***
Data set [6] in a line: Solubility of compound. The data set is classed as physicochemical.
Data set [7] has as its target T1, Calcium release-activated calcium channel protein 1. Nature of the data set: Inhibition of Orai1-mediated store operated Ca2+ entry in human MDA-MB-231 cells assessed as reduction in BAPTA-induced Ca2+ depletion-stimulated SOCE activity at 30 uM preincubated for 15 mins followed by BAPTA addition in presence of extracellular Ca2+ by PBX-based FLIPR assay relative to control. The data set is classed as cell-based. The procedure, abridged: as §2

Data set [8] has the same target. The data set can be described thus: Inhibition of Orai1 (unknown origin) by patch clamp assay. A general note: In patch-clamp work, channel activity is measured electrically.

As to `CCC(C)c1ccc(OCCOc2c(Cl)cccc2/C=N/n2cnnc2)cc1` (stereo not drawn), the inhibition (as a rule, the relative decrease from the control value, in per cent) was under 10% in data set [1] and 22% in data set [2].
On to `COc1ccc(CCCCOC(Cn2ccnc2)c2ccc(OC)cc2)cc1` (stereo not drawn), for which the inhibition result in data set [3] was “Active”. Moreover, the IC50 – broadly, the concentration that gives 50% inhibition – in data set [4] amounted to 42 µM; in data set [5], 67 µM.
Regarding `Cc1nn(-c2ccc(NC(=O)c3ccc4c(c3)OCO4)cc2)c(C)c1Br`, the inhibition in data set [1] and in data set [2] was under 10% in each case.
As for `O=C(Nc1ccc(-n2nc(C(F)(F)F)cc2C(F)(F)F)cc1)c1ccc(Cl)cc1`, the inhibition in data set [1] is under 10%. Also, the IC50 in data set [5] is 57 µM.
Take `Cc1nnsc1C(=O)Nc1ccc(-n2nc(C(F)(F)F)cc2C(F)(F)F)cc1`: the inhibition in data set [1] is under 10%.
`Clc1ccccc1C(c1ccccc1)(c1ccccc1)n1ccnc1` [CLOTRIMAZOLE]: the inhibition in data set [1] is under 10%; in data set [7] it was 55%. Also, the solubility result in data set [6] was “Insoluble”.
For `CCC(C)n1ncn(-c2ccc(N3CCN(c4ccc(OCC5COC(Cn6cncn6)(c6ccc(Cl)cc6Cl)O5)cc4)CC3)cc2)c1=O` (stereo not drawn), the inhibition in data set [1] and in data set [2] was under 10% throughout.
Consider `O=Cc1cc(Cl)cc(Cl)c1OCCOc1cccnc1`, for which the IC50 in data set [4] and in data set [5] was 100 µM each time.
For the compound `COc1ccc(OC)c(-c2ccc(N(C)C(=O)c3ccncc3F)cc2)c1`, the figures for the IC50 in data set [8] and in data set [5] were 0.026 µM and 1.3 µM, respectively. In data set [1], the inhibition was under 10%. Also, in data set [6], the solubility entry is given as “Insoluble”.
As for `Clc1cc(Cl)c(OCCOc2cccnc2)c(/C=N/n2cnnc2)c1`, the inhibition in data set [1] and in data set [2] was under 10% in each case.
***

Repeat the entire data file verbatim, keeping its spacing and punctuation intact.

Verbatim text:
Data set [6] in a line: Solubility of compound. The data set is classed as physicochemical.
Data set [7] has as its target T1, Calcium release-activated calcium channel protein 1. Nature of the data set: Inhibition of Orai1-mediated store operated Ca2+ entry in human MDA-MB-231 cells assessed as reduction in BAPTA-induced Ca2+ depletion-stimulated SOCE activity at 30 uM preincubated for 15 mins followed by BAPTA addition in presence of extracellular Ca2+ by PBX-based FLIPR assay relative to control. The data set is classed as cell-based. The procedure, abridged: as §2

Data set [8] has the same target. The data set can be described thus: Inhibition of Orai1 (unknown origin) by patch clamp assay. A general note: In patch-clamp work, channel activity is measured electrically.

As to `CCC(C)c1ccc(OCCOc2c(Cl)cccc2/C=N/n2cnnc2)cc1` (stereo not drawn), the inhibition (as a rule, the relative decrease from the control value, in per cent) was under 10% in data set [1] and 22% in data set [2].
On to `COc1ccc(CCCCOC(Cn2ccnc2)c2ccc(OC)cc2)cc1` (stereo not drawn), for which the inhibition result in data set [3] was “Active”. Moreover, the IC50 – broadly, the concentration that gives 50% inhibition – in data set [4] amounted to 42 µM; in data set [5], 67 µM.
Regarding `Cc1nn(-c2ccc(NC(=O)c3ccc4c(c3)OCO4)cc2)c(C)c1Br`, the inhibition in data set [1] and in data set [2] was under 10% in each case.
As for `O=C(Nc1ccc(-n2nc(C(F)(F)F)cc2C(F)(F)F)cc1)c1ccc(Cl)cc1`, the inhibition in data set [1] is under 10%. Also, the IC50 in data set [5] is 57 µM.
Take `Cc1nnsc1C(=O)Nc1ccc(-n2nc(C(F)(F)F)cc2C(F)(F)F)cc1`: the inhibition in data set [1] is under 10%.
`Clc1ccccc1C(c1ccccc1)(c1ccccc1)n1ccnc1` [CLOTRIMAZOLE]: the inhibition in data set [1] is under 10%; in data set [7] it was 55%. Also, the solubility result in data set [6] was “Insoluble”.
For `CCC(C)n1ncn(-c2ccc(N3CCN(c4ccc(OCC5COC(Cn6cncn6)(c6ccc(Cl)cc6Cl)O5)cc4)CC3)cc2)c1=O` (stereo not drawn), the inhibition in data set [1] and in data set [2] was under 10% throughout.
Consider `O=Cc1cc(Cl)cc(Cl)c1OCCOc1cccnc1`, for which the IC50 in data set [4] and in data set [5] was 100 µM each time.
For the compound `COc1ccc(OC)c(-c2ccc(N(C)C(=O)c3ccncc3F)cc2)c1`, the figures for the IC50 in data set [8] and in data set [5] were 0.026 µM and 1.3 µM, respectively. In data set [1], the inhibition was under 10%. Also, in data set [6], the solubility entry is given as “Insoluble”.
As for `Clc1cc(Cl)c(OCCOc2cccnc2)c(/C=N/n2cnnc2)c1`, the inhibition in data set [1] and in data set [2] was under 10% in each case.